PLANT: Short-lived perennial, 15-50 cm tall, simple to branched at base; stems with short to long, glandular to nonglandular hairs. LEAVES: glabrous to sparsely short pilose or glandular, the lower deeply lobed, the upper entire to few lobed. INFLORESCENCE: somewhat diffuse to one sided, with subsessile flowers crowded on short, lateral branches. FLOWER: calyx 4-8 mm long, short-glandular pubescent, the lobes short aristate; corolla pale violet to purplish, the tube 5- 15 mm long, the throat 1-2.5 mm wide, the lobes subequal, the lower 3 partly united, often with purple flecks; stamens inserted on the upper tube or throat; filaments unequal; anthers exserted; stigma slightly exceeding the anthers. CAPSULE: 4.5-7 mm long; seeds 2-8 per locule. NOTES: Open sites, desert shrublands, woodlands; Apache, Cochise, Coconino, Gila, Graham, Maricopa, Mohave, Navajo, Pima, Pinal, Santa Cruz, Yavapai cos.; 670-2590 m (2200-8500 ft); Jul-Oct; s CO, NM, TX, and n Mex. Plants with short corolla tubes (5-8 mm long) included in the calyx have been called Gilia polyantha Rydberg var. whitingii Kearney and Peebles, which may represent a distinct species. Typical I. polyantha (Rydberg) V. E. Grant, endemic to s CO, differs by its taller (40-70 cm), often solitary stems, uniformly glandular pubescence, glabrous to sparsely pubescent calyx lobes, and white corollas with equal lobes. REFERENCES: Dieter H. Wilken and J. Mark Porter, 2005, Vascular Plants of Arizona: Polemoniaceae. CANOTIA 1: 1-37.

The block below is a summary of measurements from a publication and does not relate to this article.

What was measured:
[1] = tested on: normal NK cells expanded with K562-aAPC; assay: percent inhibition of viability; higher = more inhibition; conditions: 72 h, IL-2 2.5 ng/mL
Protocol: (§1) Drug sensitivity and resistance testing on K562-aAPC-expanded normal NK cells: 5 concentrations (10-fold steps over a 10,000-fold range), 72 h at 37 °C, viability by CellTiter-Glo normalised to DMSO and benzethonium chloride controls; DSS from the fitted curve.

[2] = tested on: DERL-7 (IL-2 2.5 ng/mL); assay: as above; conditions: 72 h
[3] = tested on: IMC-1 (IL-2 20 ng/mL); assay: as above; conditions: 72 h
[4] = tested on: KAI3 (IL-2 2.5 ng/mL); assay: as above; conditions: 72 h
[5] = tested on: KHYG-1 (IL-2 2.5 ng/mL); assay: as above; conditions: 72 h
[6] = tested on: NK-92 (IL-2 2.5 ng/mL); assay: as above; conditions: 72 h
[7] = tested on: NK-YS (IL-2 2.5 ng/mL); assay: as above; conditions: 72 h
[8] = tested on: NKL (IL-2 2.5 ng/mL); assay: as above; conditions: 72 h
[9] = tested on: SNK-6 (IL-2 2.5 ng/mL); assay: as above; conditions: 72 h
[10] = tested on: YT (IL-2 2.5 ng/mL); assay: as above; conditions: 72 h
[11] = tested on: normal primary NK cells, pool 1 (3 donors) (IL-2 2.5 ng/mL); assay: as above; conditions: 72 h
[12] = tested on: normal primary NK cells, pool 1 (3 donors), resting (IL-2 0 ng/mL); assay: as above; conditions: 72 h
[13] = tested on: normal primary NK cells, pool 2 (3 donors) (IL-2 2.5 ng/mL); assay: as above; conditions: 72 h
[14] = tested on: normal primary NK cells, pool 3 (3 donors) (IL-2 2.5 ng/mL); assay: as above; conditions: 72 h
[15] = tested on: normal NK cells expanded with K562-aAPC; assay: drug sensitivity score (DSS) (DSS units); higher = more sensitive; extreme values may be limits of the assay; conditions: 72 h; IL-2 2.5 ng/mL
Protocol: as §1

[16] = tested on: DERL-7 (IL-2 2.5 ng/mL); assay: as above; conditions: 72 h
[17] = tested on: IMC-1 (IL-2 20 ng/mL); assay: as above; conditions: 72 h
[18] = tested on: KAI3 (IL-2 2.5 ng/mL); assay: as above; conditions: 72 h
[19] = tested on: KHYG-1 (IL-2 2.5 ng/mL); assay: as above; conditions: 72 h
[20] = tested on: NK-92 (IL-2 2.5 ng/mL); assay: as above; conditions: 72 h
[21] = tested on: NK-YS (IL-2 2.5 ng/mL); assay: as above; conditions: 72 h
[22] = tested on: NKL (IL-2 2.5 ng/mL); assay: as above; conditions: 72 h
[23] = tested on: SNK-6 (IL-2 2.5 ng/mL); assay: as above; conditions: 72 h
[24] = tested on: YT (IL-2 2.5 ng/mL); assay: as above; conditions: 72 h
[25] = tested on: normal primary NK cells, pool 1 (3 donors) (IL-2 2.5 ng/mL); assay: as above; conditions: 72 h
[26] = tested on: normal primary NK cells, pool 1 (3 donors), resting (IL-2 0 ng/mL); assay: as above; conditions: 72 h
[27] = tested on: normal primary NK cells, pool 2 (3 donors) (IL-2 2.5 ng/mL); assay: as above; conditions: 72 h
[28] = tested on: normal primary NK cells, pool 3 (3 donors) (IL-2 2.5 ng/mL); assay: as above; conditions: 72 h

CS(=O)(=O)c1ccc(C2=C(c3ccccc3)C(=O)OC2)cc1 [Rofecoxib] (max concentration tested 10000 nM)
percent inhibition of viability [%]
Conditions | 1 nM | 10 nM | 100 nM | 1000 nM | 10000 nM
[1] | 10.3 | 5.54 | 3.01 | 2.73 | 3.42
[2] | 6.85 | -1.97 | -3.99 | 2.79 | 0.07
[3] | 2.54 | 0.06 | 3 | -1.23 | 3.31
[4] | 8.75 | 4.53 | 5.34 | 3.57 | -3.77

VPAP (Wilken and Porter 2005), Heil et al. 2013, Allred and Ivey 2012
Duration: Perennial Nativity: Native Lifeform: Subshrub General: Short-lived perennial herb, 15-50 cm tall; stems unbranched or branched at the base, with short to long, glandular to non-glandular hairs. Leaves: Alternate along the stems; blades simple and linear (upper) or pinnately dissected into 3-5 linear lobes (lower), glabrous to sparsely short pilose or glandular. Flowers: Showy and purple, in leafy, diffuse terminal panicles, these often one-sided, with subsessile flowers on short, lateral branches; calyx consisting of 5 glandular-pubescent, awn-tipped sepals, 4-8 mm long, connected to each other by papery membranes; corolla rotate to salverform and 5-lobed, pale violet to purplish, the corolla tube 5-15 mm long and the throat 1-2.5 mm wide, corolla lobes subequal, the lower 3 partly united, often with purple flecks; anthers and stigma exserted beyond corolla. Fruits: Capsule 4-7 mm long, with 2-8 seeds per locule. Ecology: Found in open sites from desert shrublands up into woodlands and in montane forests, from 2,000-8,500 ft (610-2591 m); flowers July-October. Distribution: s CO, AZ, NM; south to n MEX Notes: Often distinguished by its open, diffuse habit, with many little purple flowers. Ethnobotany: Powdered and applied to the face to treat headaches; applied to wounds; and the blossoms were smoked as a pulmonary aid. Also used ceremonially by the Ramah Navajo. Etymology: Ipomopsis means like Ipomoea, the morning glory genus; multiflora means many-flowered. Synonyms: Gilia multiflora Editor: SBuckley 2010, AHazelton 2017